Traditional education leaped into the future and became the norm for most of 2020. Students and teachers were expected to adapt overnight. They were virtually plunged into the deep end with remote learning. A year has passed since the start of the pandemic and the question on everyone’s lips is: how does the online learning environment affect academic performance? Let’s find out.
Greater attention span
Believe it or not, the online learning environment actually improved students’ attention. Nowadays, kids are glued to their screens. It has become more engaging to learn and absorb information.
Several online learning platforms have options to share interactive educational games to engage students. This made learning more fun and exciting — who doesn’t like to play games? These resources enhanced subject content and provided innovative ways of tracking students’ progress.
Some students find it difficult to engage in the classroom. Online learning made this easier for those with social anxiety to interact. Many liked using the “hands up” feature to ask questions, giving them more confidence.
Indeed, the online learning environment promotes a more positive space. It removes the potential for bullying or name-calling. The virtual classroom allows students to share their answers more freely.
Wider education gap
One of the major issues to grapple with is that the online learning environment is not tailored to suit everyone. Many students from disadvantaged communities didn’t have access to the necessary technology. A report from Ofsted revealed that these individuals are now falling behind their age-related expectations.
SEN pupils also found it difficult to concentrate. These individuals require 1:1 assistance and support from a professional. Alternatively, pioneers like Tutor House aim to close this education gap. They specialise in accessible and affordable tuition for students of all levels and ages.
Boost in grades
While some students might be falling behind, data suggests that other students excelled in the online learning environment. Students were regularly assessed with “low-stakes testing” like quizzes and polls. Test scores steadily increased, showing a synchronisation between online teaching and learning.
The Ofsted report also found that parents and teachers were impressed with pupils’ performance. Teachers also noticed that children were learning from their incorrect answers quicker when re-tested later on.
Greater career progression
The online learning environment helps students to practise their IT skills. This looks greater on their applications for universities and jobs, as it means they’re more digitally adept.
As we move into a more virtual world, these skills are incredibly important for careers. Now that students have been practising from an earlier age, this will enhance their proficiency.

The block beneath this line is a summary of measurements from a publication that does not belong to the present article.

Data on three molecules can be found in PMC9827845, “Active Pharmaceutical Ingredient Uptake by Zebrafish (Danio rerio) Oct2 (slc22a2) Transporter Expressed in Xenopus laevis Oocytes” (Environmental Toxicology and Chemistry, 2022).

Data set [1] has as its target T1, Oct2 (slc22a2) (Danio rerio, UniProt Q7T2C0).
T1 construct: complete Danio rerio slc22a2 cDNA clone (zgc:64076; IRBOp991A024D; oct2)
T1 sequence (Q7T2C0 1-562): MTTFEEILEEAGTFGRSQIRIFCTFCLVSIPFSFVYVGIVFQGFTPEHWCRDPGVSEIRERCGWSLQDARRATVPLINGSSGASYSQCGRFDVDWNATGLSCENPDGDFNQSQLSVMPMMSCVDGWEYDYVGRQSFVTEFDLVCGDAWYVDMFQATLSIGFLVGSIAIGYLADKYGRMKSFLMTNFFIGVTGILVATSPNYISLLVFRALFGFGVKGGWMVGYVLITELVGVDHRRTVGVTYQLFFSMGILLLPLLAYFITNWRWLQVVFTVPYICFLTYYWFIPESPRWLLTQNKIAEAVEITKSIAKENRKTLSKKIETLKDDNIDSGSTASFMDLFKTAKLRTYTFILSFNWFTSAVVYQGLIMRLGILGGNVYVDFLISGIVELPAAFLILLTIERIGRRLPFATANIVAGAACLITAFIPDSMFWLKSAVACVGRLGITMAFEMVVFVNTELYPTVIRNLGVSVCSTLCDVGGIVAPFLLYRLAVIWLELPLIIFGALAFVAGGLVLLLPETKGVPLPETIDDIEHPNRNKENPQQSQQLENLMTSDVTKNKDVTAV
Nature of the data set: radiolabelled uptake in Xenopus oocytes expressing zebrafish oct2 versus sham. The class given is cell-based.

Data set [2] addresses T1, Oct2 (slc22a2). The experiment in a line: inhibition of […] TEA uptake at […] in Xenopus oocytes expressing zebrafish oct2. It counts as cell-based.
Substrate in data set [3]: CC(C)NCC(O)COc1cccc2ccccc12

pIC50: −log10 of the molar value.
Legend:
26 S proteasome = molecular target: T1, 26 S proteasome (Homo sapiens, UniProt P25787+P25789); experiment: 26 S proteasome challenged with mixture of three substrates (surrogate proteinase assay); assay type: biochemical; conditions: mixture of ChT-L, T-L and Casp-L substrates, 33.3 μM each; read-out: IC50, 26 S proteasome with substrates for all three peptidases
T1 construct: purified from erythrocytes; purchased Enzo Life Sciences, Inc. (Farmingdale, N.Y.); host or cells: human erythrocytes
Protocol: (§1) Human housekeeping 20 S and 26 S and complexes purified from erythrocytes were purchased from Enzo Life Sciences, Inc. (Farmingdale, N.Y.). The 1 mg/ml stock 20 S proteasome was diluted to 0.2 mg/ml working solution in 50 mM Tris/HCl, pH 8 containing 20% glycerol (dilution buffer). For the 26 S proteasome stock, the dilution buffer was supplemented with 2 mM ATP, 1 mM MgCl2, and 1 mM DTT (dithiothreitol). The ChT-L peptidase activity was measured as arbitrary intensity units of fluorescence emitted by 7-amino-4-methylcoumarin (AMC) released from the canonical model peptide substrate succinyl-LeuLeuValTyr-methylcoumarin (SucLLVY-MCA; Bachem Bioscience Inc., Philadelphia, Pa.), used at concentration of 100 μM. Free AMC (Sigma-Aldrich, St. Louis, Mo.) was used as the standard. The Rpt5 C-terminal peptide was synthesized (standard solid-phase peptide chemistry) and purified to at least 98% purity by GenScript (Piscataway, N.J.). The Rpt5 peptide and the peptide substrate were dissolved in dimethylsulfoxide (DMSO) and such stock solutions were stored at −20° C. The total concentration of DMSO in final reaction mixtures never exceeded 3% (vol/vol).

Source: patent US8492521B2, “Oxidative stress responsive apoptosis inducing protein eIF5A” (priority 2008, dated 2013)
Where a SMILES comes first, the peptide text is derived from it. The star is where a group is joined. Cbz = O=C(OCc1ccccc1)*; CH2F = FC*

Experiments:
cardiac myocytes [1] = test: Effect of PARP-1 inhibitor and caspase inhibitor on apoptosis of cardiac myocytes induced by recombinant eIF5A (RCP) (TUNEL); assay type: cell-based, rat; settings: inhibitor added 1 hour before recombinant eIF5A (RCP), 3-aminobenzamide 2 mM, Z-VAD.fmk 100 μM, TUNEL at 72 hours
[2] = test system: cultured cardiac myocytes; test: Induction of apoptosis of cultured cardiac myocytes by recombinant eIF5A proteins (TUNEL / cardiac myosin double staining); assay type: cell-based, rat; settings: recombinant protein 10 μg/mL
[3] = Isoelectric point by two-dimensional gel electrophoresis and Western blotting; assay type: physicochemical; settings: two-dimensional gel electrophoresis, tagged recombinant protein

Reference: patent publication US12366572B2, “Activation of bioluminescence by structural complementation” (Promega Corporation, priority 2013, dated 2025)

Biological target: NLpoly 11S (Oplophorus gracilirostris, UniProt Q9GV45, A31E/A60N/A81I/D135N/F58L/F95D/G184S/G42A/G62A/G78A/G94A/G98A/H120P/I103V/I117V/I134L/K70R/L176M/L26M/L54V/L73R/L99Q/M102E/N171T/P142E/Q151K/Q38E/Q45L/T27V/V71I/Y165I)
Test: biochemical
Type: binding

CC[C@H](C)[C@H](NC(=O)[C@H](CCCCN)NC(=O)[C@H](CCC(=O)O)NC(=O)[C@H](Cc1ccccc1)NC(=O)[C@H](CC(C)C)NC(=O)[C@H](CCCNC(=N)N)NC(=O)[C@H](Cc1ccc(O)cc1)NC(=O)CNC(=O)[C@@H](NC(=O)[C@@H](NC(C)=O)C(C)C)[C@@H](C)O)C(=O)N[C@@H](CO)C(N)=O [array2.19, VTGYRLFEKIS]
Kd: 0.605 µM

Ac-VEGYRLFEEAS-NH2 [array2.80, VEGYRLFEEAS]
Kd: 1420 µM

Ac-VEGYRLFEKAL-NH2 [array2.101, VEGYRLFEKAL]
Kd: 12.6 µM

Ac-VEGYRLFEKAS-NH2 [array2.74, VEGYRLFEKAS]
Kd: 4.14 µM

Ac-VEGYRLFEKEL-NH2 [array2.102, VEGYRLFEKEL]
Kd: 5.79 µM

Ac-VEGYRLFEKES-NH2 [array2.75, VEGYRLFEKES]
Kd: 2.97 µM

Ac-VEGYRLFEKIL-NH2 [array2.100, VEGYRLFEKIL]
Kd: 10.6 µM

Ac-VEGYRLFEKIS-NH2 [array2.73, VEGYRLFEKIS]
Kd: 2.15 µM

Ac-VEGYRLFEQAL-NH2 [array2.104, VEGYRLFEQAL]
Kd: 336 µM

So the jump-start into virtual learning has opened many doors for them.
Poor work-life balance
One of the main downfalls to consider is leisure time. With both school and social interaction online, this meant students were less likely to go outside. Young children especially like going to school, as they get to see their friends and socialise face-to-face. This balance also boosts concentration and learning.
The lines are also blurred with home learning. This makes it harder to concentrate when work and play exist in the same four walls. Some students found the online learning environment distracting and boring. Over time, it may affect their academic performance and their social wellbeing.
In a nutshell…
Generally, the mass rush into virtual learning was unproductive. Despite this, it doesn’t mean the online learning environment was a wholly bad experience. It became easier through trial and error, overall improving students’ academic performance and wellbeing.
However, if your child does need more support, it’s worth looking into some catch-up programmes. These established online tutoring platforms give students the confidence they need to get back on track. It’s safe to assume that online learning will become more popular now that we’ve had a taste of it. Hopefully schools, students and parents will be better prepared!
Written by Naida Allen
Naida is a witty wordsmith with a love for writing and reading. She is a content writer and social media executive at Tutor House — the top UK provider of online and in-person tuition. She specialises in topics relating to mental and physical wellbeing and career advice.
“Remote Education Research”, Ofsted, February 2021